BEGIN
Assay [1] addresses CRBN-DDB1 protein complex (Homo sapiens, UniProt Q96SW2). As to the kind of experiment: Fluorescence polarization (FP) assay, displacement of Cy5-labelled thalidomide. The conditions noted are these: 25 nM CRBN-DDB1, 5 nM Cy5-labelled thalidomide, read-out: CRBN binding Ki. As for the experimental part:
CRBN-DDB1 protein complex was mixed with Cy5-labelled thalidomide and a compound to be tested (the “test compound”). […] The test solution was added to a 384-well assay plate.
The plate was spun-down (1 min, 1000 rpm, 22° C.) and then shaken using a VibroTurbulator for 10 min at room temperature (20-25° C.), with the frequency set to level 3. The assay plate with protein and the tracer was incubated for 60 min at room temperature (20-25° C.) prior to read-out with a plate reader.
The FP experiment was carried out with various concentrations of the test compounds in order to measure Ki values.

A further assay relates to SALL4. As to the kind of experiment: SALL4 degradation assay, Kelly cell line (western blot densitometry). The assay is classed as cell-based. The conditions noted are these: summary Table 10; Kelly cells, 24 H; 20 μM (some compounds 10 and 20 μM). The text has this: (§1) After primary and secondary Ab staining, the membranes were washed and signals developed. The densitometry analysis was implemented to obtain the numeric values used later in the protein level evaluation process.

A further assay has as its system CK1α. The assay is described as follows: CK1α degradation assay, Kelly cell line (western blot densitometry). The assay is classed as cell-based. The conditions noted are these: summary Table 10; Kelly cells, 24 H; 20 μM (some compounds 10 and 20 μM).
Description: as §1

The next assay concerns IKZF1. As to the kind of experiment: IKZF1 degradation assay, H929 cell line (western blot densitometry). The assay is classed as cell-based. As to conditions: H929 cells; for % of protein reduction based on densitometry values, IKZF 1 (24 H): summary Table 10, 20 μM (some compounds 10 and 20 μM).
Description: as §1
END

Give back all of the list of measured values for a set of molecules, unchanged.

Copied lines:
Assay [1] addresses CRBN-DDB1 protein complex (Homo sapiens, UniProt Q96SW2). As to the kind of experiment: Fluorescence polarization (FP) assay, displacement of Cy5-labelled thalidomide. The conditions noted are these: 25 nM CRBN-DDB1, 5 nM Cy5-labelled thalidomide, read-out: CRBN binding Ki. As for the experimental part:
CRBN-DDB1 protein complex was mixed with Cy5-labelled thalidomide and a compound to be tested (the “test compound”). […] The test solution was added to a 384-well assay plate.
The plate was spun-down (1 min, 1000 rpm, 22° C.) and then shaken using a VibroTurbulator for 10 min at room temperature (20-25° C.), with the frequency set to level 3. The assay plate with protein and the tracer was incubated for 60 min at room temperature (20-25° C.) prior to read-out with a plate reader.
The FP experiment was carried out with various concentrations of the test compounds in order to measure Ki values.

A further assay relates to SALL4. As to the kind of experiment: SALL4 degradation assay, Kelly cell line (western blot densitometry). The assay is classed as cell-based. The conditions noted are these: summary Table 10; Kelly cells, 24 H; 20 μM (some compounds 10 and 20 μM). The text has this: (§1) After primary and secondary Ab staining, the membranes were washed and signals developed. The densitometry analysis was implemented to obtain the numeric values used later in the protein level evaluation process.

A further assay has as its system CK1α. The assay is described as follows: CK1α degradation assay, Kelly cell line (western blot densitometry). The assay is classed as cell-based. The conditions noted are these: summary Table 10; Kelly cells, 24 H; 20 μM (some compounds 10 and 20 μM).
Description: as §1

The next assay concerns IKZF1. As to the kind of experiment: IKZF1 degradation assay, H929 cell line (western blot densitometry). The assay is classed as cell-based. As to conditions: H929 cells; for % of protein reduction based on densitometry values, IKZF 1 (24 H): summary Table 10, 20 μM (some compounds 10 and 20 μM).
Description: as §1